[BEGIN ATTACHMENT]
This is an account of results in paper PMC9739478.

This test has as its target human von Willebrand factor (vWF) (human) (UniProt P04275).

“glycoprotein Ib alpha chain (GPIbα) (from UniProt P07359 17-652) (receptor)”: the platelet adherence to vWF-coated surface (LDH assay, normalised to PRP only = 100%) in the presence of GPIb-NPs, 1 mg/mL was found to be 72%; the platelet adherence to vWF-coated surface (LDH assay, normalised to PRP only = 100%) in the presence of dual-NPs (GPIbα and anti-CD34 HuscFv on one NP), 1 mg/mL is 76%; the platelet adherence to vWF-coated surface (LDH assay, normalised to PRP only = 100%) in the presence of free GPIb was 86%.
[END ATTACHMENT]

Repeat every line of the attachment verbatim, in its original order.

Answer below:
This is an account of results in paper PMC9739478.

This test has as its target human von Willebrand factor (vWF) (human) (UniProt P04275).

“glycoprotein Ib alpha chain (GPIbα) (from UniProt P07359 17-652) (receptor)”: the platelet adherence to vWF-coated surface (LDH assay, normalised to PRP only = 100%) in the presence of GPIb-NPs, 1 mg/mL was found to be 72%; the platelet adherence to vWF-coated surface (LDH assay, normalised to PRP only = 100%) in the presence of dual-NPs (GPIbα and anti-CD34 HuscFv on one NP), 1 mg/mL is 76%; the platelet adherence to vWF-coated surface (LDH assay, normalised to PRP only = 100%) in the presence of free GPIb was 86%.